Life is a dream.
January 20, 2012 12:18 PM   Subscribe

Hollywood dream of filmmaker Nicholas McCarthy is stop and go. 'His 11-minute thriller had just played Sundance. He had hoped the premiere would launch — after many failed attempts — his dream of making it. He was offered one meeting on which all his hopes rested.' 'This might be his last chance. He was 40, with a wife and baby. Like countless dreamers, he'd existed on the outskirts of Hollywood, fending off debt and doubt, staying afloat with low-wage jobs, diligently writing screenplays and making short films, hoping to hold on long enough to catch a break.'

'Each day, he drove to a little cafe in Atwater Village and spent hours there, typing, thinking, scribbling out plots, surrounded by actors and filmmakers chasing the same elusive prize.

The odds were daunting. All he had to do was look around to be reminded of Hollywood's addicting allure.

At the cafe, a few had achieved success enough to make a good living. But most were grinding away like he was, lonely among the crowd.

He and his wife had talked about when he would give up.'

'As he had for years, McCarthy holed up month after month at a pair of local cafes, tuning out distractions, working on scripts. He approached it as if he were a professional. But was he? Since college, the entirety of his film work hadn't netted him more than $30,000. He still couldn't get a bigger project off the ground.

Depressed and unsure, he sat in his apartment for days, watching classic movies to inspire himself again.

"I know you've heard it all before, but I have to try one more," he told his wife. "Please let me put it on the credit card and make this movie."'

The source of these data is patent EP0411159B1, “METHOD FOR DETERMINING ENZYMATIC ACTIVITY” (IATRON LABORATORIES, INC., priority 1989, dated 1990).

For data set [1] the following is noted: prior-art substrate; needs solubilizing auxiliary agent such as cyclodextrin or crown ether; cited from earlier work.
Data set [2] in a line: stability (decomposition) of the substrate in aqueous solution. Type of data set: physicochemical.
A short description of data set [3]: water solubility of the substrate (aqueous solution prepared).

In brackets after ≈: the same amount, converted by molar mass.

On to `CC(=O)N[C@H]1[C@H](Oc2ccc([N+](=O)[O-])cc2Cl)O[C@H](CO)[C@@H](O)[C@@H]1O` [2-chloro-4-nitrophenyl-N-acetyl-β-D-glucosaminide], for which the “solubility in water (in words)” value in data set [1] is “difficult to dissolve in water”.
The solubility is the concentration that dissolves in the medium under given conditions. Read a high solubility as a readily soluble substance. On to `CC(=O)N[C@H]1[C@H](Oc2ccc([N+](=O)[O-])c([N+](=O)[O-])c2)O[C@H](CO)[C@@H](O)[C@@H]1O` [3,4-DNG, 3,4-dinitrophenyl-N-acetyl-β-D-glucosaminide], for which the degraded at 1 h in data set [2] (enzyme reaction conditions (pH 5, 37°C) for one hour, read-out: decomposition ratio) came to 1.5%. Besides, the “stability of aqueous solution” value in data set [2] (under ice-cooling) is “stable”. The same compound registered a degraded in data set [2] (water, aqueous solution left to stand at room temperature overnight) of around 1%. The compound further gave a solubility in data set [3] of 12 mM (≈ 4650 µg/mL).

posted by VikingSword (7 comments total) 7 users marked this as a favorite
This is pretty much half the people I know. The other half have careers and are working in Hollywood. They are not happy either.
posted by cazoo at 12:27 PM on January 20, 2012 [3 favorites]

Great story. Reminds me of Act 2 from this episode of This American Life - man goes into debt and depression trying to make his own talk show. Both show the fine line between tenacity and denial.
posted by cubby at 12:33 PM on January 20, 2012

This was the key to the story for me:

"I was an aspiring filmmaker," he said. "But I started to see how aspiring to be something was a way to not really try. If you did that and you failed, well, you didn't really fail. I needed to start making things, even if they weren't great, just making things."

I know too many people who are stuck where he was, dreaming and thinking and even writing, but not doing or making. Sometimes I think it's a way to not fail, to avoid the pain that failure brings. And let's be clear, he didn't decide to make things and then things went somewhere right away-- based on the timeline of the story this was probably 8 years ago.
posted by cell divide at 12:47 PM on January 20, 2012 [1 favorite]

Yikes. It's like reading John Fante except without the knowledge that he does, in fact, eventually make it*. Or that kid in Hunger; pack it in already whydoncha and get a real job. The stress of watching you fail is killing me.

My idea for a reality TV show involves following the bottom half dozen guys on the PGA Tour as they scramble to earn enough to buy their way to the next tournament.

Imagine it. On the one side of the tour, you have Tiger standing over the putter with a tournament trophy and a couple million bucks on the line. How does he stand the pressure?

Meanwhile, earlier in the day, Joe Golfer stood over his putter, no trophy anywhere in view and quite a bit less than a million dollars at stake. If he makes it, maybe he qualifies for the next tournament. If he doesn't, maybe he loses his tour card -- and his dream -- altogether. How does he stand that kind of pressure?

*And then lose it and then make it again, posthumously.
posted by notyou at 1:18 PM on January 20, 2012

Notyou...I would totally watch that show, except only if you did it for tennis.
posted by spicynuts at 1:21 PM on January 20, 2012

Yep, this is a great example of what living in L.A. Is like. You're either spending all day sitting in a coffee shop working n your novel/screenplay/whatever, or else you're the kind of person who can't get a seat at a coffee shop because of all the folks hanging out there all day working on their novel/screenplay/whatever.
posted by BlahLaLa at 1:41 PM on January 20, 2012

Hmm, yeah, women's tennis is probably the way to go with it.

Same drama, better legs.

And more grunts.
posted by notyou at 1:42 PM on January 20, 2012

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